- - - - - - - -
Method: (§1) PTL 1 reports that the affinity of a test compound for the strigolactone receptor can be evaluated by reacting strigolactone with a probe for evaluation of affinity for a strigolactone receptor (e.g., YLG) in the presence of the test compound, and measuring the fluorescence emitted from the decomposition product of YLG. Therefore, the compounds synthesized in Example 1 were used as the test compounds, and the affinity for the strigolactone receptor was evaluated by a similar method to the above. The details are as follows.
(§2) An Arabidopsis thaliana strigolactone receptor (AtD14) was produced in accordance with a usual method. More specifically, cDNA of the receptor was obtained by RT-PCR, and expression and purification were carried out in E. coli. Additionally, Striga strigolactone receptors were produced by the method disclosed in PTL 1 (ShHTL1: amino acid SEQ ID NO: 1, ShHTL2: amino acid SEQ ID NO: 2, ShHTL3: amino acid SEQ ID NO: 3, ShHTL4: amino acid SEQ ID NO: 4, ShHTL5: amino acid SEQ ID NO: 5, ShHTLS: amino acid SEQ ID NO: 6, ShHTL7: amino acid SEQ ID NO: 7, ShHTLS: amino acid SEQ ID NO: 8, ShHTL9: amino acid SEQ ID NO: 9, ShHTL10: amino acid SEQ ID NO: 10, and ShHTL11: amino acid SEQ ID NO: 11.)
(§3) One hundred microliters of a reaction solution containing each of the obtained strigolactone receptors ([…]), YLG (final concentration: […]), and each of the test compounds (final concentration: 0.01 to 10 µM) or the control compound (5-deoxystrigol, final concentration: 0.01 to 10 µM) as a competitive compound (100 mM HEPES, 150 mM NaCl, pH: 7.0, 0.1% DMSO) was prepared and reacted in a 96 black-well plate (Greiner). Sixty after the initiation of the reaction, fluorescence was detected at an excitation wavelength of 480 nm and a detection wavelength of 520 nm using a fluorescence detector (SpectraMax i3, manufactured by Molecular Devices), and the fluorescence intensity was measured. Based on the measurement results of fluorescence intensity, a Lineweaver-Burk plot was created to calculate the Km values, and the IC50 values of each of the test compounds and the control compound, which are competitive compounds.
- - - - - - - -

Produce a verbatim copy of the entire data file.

Method: (§1) PTL 1 reports that the affinity of a test compound for the strigolactone receptor can be evaluated by reacting strigolactone with a probe for evaluation of affinity for a strigolactone receptor (e.g., YLG) in the presence of the test compound, and measuring the fluorescence emitted from the decomposition product of YLG. Therefore, the compounds synthesized in Example 1 were used as the test compounds, and the affinity for the strigolactone receptor was evaluated by a similar method to the above. The details are as follows.
(§2) An Arabidopsis thaliana strigolactone receptor (AtD14) was produced in accordance with a usual method. More specifically, cDNA of the receptor was obtained by RT-PCR, and expression and purification were carried out in E. coli. Additionally, Striga strigolactone receptors were produced by the method disclosed in PTL 1 (ShHTL1: amino acid SEQ ID NO: 1, ShHTL2: amino acid SEQ ID NO: 2, ShHTL3: amino acid SEQ ID NO: 3, ShHTL4: amino acid SEQ ID NO: 4, ShHTL5: amino acid SEQ ID NO: 5, ShHTLS: amino acid SEQ ID NO: 6, ShHTL7: amino acid SEQ ID NO: 7, ShHTLS: amino acid SEQ ID NO: 8, ShHTL9: amino acid SEQ ID NO: 9, ShHTL10: amino acid SEQ ID NO: 10, and ShHTL11: amino acid SEQ ID NO: 11.)
(§3) One hundred microliters of a reaction solution containing each of the obtained strigolactone receptors ([…]), YLG (final concentration: […]), and each of the test compounds (final concentration: 0.01 to 10 µM) or the control compound (5-deoxystrigol, final concentration: 0.01 to 10 µM) as a competitive compound (100 mM HEPES, 150 mM NaCl, pH: 7.0, 0.1% DMSO) was prepared and reacted in a 96 black-well plate (Greiner). Sixty after the initiation of the reaction, fluorescence was detected at an excitation wavelength of 480 nm and a detection wavelength of 520 nm using a fluorescence detector (SpectraMax i3, manufactured by Molecular Devices), and the fluorescence intensity was measured. Based on the measurement results of fluorescence intensity, a Lineweaver-Burk plot was created to calculate the Km values, and the IC50 values of each of the test compounds and the control compound, which are competitive compounds.